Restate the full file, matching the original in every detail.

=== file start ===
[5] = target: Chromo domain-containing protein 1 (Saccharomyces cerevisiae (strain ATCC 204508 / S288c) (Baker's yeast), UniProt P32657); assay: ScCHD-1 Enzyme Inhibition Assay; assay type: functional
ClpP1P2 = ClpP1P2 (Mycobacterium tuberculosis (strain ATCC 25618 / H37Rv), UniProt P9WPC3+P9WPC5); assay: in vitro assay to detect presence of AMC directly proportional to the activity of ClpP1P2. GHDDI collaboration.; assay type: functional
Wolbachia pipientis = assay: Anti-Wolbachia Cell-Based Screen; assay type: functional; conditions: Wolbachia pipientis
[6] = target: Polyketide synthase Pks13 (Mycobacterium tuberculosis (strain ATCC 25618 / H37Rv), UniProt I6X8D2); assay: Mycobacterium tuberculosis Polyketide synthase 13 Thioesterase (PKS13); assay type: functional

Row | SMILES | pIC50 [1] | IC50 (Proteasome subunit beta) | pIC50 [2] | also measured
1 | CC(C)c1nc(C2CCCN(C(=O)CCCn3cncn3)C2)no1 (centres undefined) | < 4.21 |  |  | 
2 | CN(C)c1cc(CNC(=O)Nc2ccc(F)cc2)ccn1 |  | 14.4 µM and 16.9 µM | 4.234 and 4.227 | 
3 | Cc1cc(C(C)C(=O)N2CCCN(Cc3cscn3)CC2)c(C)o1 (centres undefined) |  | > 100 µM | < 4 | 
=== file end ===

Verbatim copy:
[5] = target: Chromo domain-containing protein 1 (Saccharomyces cerevisiae (strain ATCC 204508 / S288c) (Baker's yeast), UniProt P32657); assay: ScCHD-1 Enzyme Inhibition Assay; assay type: functional
ClpP1P2 = ClpP1P2 (Mycobacterium tuberculosis (strain ATCC 25618 / H37Rv), UniProt P9WPC3+P9WPC5); assay: in vitro assay to detect presence of AMC directly proportional to the activity of ClpP1P2. GHDDI collaboration.; assay type: functional
Wolbachia pipientis = assay: Anti-Wolbachia Cell-Based Screen; assay type: functional; conditions: Wolbachia pipientis
[6] = target: Polyketide synthase Pks13 (Mycobacterium tuberculosis (strain ATCC 25618 / H37Rv), UniProt I6X8D2); assay: Mycobacterium tuberculosis Polyketide synthase 13 Thioesterase (PKS13); assay type: functional

Row | SMILES | pIC50 [1] | IC50 (Proteasome subunit beta) | pIC50 [2] | also measured
1 | CC(C)c1nc(C2CCCN(C(=O)CCCn3cncn3)C2)no1 (centres undefined) | < 4.21 |  |  | 
2 | CN(C)c1cc(CNC(=O)Nc2ccc(F)cc2)ccn1 |  | 14.4 µM and 16.9 µM | 4.234 and 4.227 | 
3 | Cc1cc(C(C)C(=O)N2CCCN(Cc3cscn3)CC2)c(C)o1 (centres undefined) |  | > 100 µM | < 4 | 